I say, go out, by the album. You'll be really interested to find that in the booklet, Karl Sanders explains the historical context of all the lyrics, and how they came to write the song lyrically and musically.
With all seriousness, I truly believe that this is a special band that has released a special album. You cannot fully grasp a song until you listen to the whole album. Great songs, one after another. I have thus become speechless at describing this album.
Listen to it. // 10
Those Whom The Gods Detest
snakesson, on november 19, 2009 1 of 1 people found this review helpful
Sound: Nile has acquired the role of being one of the leaders of today's death metal scene. And with "Those Whom The Gods Detest", they prove it again. Unlike critics received for their 2007 "Ithyphallic" where some fans thought Nile cannot top their "Annihilation Of The Wicked", well, those fans are in for a delight. Because the new album is a killer.
The production is again a 10, slightly better than Ithyphallic and considering that they are playing in Drop A and with constant blast beats. It really pays off to give this album a listen, even if you are not that much into Nile and overall death metal scene.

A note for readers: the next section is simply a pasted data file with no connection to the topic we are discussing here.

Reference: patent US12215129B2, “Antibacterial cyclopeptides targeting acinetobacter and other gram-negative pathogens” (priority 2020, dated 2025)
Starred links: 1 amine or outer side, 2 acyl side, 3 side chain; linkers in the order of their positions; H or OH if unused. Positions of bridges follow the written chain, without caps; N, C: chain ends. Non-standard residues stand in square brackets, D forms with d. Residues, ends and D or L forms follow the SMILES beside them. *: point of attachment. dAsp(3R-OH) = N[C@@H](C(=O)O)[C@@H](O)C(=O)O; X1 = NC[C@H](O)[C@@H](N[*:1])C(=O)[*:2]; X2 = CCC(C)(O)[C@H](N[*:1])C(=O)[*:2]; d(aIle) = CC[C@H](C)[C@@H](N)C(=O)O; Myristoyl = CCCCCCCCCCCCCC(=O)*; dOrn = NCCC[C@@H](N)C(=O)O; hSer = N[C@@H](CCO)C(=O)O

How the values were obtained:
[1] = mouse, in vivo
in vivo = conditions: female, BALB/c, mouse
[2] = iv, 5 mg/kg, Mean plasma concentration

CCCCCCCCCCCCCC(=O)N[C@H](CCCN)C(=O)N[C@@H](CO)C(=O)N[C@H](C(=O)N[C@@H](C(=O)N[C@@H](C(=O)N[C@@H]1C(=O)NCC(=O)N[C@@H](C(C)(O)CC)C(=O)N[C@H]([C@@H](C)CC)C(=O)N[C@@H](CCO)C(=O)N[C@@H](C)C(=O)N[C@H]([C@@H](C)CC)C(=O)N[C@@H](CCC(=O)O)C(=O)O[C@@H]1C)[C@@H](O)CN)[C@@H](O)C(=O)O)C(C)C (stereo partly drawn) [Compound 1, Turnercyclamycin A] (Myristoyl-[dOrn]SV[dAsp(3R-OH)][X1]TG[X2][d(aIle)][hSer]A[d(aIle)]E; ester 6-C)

Again, (SURPRISE!) Nile is all about Egyptian mythology, even though the opener Kafir! slightly differs from others considering the concept, but again, it is all about the music these guys have to offer. Karl Sanders, Dallas Toler-Wade and George Kollias really did an awesome job.
Nile just keeps on improving, again, you have those crazy solos, those complex riffs, melodies and drums are beyond reach for most of the drummers. // 10
Lyrics: As previously stated, Nile is back once again, with even more Egyptian mythology! Karl can still amaze you with his knowledge of Egyptian mythology, and even put out a small booklet of explanations, which is nothing new for Karl, but again, he succeeded in pulling it off, yet again.
The music and the lyrics perfectly match. It is one of the major elements Nile is famous for, you can imagine a pharaoh headbanging to this monster.
Considering singer skills, there is a major thing I have noticed right on the start of Kafir! - the opener. Dallas has changed his pitch of voice a bit, making his growl even more cleaner and recognizable. But you still hear that bark that makes your head go crazy. While Karl is staying with his recognizable deep-growl roots. // 10